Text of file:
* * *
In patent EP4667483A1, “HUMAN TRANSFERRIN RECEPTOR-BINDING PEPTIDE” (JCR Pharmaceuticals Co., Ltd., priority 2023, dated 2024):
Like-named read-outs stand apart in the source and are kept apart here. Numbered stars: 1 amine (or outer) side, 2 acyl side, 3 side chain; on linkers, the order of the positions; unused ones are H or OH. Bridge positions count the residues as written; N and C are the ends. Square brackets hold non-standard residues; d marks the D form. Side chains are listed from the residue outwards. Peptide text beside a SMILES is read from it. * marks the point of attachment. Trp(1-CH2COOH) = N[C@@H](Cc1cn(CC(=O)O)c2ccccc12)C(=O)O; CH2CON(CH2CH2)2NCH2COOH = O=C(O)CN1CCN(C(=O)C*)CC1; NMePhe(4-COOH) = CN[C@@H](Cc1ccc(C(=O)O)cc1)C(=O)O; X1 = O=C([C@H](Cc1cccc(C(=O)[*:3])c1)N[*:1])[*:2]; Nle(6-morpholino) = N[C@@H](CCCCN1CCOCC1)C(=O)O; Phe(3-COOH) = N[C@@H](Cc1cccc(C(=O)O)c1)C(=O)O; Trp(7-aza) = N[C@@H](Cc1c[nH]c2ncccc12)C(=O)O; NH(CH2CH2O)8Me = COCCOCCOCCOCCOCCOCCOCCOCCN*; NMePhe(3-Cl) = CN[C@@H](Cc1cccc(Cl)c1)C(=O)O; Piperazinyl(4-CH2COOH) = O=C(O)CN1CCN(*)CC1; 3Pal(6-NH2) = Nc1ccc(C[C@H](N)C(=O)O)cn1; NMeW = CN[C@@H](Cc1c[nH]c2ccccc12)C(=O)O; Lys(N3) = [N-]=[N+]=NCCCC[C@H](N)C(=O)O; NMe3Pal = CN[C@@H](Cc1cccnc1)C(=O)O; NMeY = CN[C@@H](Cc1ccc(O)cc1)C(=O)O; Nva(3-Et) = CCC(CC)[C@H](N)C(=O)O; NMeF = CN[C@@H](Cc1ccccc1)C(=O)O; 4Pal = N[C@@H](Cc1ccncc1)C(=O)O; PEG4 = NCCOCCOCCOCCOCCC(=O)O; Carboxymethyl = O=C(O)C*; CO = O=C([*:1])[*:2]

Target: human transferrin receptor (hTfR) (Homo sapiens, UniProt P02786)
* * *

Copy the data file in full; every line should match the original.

In patent EP4667483A1, “HUMAN TRANSFERRIN RECEPTOR-BINDING PEPTIDE” (JCR Pharmaceuticals Co., Ltd., priority 2023, dated 2024):
Like-named read-outs stand apart in the source and are kept apart here. Numbered stars: 1 amine (or outer) side, 2 acyl side, 3 side chain; on linkers, the order of the positions; unused ones are H or OH. Bridge positions count the residues as written; N and C are the ends. Square brackets hold non-standard residues; d marks the D form. Side chains are listed from the residue outwards. Peptide text beside a SMILES is read from it. * marks the point of attachment. Trp(1-CH2COOH) = N[C@@H](Cc1cn(CC(=O)O)c2ccccc12)C(=O)O; CH2CON(CH2CH2)2NCH2COOH = O=C(O)CN1CCN(C(=O)C*)CC1; NMePhe(4-COOH) = CN[C@@H](Cc1ccc(C(=O)O)cc1)C(=O)O; X1 = O=C([C@H](Cc1cccc(C(=O)[*:3])c1)N[*:1])[*:2]; Nle(6-morpholino) = N[C@@H](CCCCN1CCOCC1)C(=O)O; Phe(3-COOH) = N[C@@H](Cc1cccc(C(=O)O)c1)C(=O)O; Trp(7-aza) = N[C@@H](Cc1c[nH]c2ncccc12)C(=O)O; NH(CH2CH2O)8Me = COCCOCCOCCOCCOCCOCCOCCOCCN*; NMePhe(3-Cl) = CN[C@@H](Cc1cccc(Cl)c1)C(=O)O; Piperazinyl(4-CH2COOH) = O=C(O)CN1CCN(*)CC1; 3Pal(6-NH2) = Nc1ccc(C[C@H](N)C(=O)O)cn1; NMeW = CN[C@@H](Cc1c[nH]c2ccccc12)C(=O)O; Lys(N3) = [N-]=[N+]=NCCCC[C@H](N)C(=O)O; NMe3Pal = CN[C@@H](Cc1cccnc1)C(=O)O; NMeY = CN[C@@H](Cc1ccc(O)cc1)C(=O)O; Nva(3-Et) = CCC(CC)[C@H](N)C(=O)O; NMeF = CN[C@@H](Cc1ccccc1)C(=O)O; 4Pal = N[C@@H](Cc1ccncc1)C(=O)O; PEG4 = NCCOCCOCCOCCOCCC(=O)O; Carboxymethyl = O=C(O)C*; CO = O=C([*:1])[*:2]

Target: human transferrin receptor (hTfR) (Homo sapiens, UniProt P02786)